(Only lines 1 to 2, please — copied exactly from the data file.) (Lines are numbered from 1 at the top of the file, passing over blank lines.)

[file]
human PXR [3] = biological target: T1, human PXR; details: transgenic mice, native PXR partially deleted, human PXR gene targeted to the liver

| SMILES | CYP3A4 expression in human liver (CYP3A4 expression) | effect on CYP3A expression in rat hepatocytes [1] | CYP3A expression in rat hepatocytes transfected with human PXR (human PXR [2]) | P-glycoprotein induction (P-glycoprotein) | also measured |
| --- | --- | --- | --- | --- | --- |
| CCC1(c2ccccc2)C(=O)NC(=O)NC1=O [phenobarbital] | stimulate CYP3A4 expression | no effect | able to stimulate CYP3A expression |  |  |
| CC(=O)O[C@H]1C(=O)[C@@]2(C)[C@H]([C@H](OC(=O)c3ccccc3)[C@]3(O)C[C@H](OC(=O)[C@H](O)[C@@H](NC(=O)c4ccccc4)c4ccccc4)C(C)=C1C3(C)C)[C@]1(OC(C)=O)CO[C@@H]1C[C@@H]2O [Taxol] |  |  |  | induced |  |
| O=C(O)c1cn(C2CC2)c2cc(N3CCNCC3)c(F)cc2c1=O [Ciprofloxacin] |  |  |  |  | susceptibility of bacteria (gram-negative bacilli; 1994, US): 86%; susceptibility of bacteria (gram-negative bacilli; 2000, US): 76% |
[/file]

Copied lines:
human PXR [3] = biological target: T1, human PXR; details: transgenic mice, native PXR partially deleted, human PXR gene targeted to the liver

| SMILES | CYP3A4 expression in human liver (CYP3A4 expression) | effect on CYP3A expression in rat hepatocytes [1] | CYP3A expression in rat hepatocytes transfected with human PXR (human PXR [2]) | P-glycoprotein induction (P-glycoprotein) | also measured |